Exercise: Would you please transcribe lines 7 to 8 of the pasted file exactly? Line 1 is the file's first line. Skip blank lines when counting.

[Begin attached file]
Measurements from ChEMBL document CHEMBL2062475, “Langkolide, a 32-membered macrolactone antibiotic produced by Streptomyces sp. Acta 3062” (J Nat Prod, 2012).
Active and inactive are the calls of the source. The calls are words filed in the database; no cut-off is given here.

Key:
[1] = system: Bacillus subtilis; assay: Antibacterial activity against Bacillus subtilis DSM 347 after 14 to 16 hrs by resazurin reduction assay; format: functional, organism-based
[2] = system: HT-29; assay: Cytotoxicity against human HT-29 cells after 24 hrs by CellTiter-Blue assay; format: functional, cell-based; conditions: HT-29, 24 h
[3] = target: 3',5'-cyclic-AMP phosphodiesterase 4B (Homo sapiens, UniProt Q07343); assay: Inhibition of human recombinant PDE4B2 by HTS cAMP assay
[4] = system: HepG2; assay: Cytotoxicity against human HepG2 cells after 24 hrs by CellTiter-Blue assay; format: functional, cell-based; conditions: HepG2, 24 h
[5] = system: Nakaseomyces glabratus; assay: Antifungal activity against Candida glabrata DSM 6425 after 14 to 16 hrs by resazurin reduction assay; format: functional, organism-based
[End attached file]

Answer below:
[4] = system: HepG2; assay: Cytotoxicity against human HepG2 cells after 24 hrs by CellTiter-Blue assay; format: functional, cell-based; conditions: HepG2, 24 h
[5] = system: Nakaseomyces glabratus; assay: Antifungal activity against Candida glabrata DSM 6425 after 14 to 16 hrs by resazurin reduction assay; format: functional, organism-based